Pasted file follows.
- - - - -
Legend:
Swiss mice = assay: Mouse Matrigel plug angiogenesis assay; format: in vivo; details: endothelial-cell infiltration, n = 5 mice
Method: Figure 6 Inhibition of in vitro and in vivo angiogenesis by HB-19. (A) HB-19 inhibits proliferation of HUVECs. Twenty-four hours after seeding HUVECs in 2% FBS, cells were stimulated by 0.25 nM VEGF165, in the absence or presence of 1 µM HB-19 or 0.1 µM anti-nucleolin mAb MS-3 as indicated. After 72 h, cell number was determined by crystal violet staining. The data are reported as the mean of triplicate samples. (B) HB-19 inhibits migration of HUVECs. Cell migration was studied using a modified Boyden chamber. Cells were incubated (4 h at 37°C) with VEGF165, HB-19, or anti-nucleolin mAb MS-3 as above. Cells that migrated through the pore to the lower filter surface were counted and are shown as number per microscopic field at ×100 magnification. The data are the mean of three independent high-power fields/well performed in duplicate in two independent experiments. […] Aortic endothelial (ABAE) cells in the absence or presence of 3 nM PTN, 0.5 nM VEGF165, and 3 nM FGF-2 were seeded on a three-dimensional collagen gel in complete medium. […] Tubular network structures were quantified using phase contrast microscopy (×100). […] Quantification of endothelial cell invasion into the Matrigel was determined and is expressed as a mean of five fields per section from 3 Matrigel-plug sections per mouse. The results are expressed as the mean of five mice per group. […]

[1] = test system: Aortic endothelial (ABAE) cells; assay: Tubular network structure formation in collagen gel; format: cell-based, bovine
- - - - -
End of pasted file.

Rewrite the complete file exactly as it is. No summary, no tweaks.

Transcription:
Legend:
Swiss mice = assay: Mouse Matrigel plug angiogenesis assay; format: in vivo; details: endothelial-cell infiltration, n = 5 mice
Method: Figure 6 Inhibition of in vitro and in vivo angiogenesis by HB-19. (A) HB-19 inhibits proliferation of HUVECs. Twenty-four hours after seeding HUVECs in 2% FBS, cells were stimulated by 0.25 nM VEGF165, in the absence or presence of 1 µM HB-19 or 0.1 µM anti-nucleolin mAb MS-3 as indicated. After 72 h, cell number was determined by crystal violet staining. The data are reported as the mean of triplicate samples. (B) HB-19 inhibits migration of HUVECs. Cell migration was studied using a modified Boyden chamber. Cells were incubated (4 h at 37°C) with VEGF165, HB-19, or anti-nucleolin mAb MS-3 as above. Cells that migrated through the pore to the lower filter surface were counted and are shown as number per microscopic field at ×100 magnification. The data are the mean of three independent high-power fields/well performed in duplicate in two independent experiments. […] Aortic endothelial (ABAE) cells in the absence or presence of 3 nM PTN, 0.5 nM VEGF165, and 3 nM FGF-2 were seeded on a three-dimensional collagen gel in complete medium. […] Tubular network structures were quantified using phase contrast microscopy (×100). […] Quantification of endothelial cell invasion into the Matrigel was determined and is expressed as a mean of five fields per section from 3 Matrigel-plug sections per mouse. The results are expressed as the mean of five mice per group. […]

[1] = test system: Aortic endothelial (ABAE) cells; assay: Tubular network structure formation in collagen gel; format: cell-based, bovine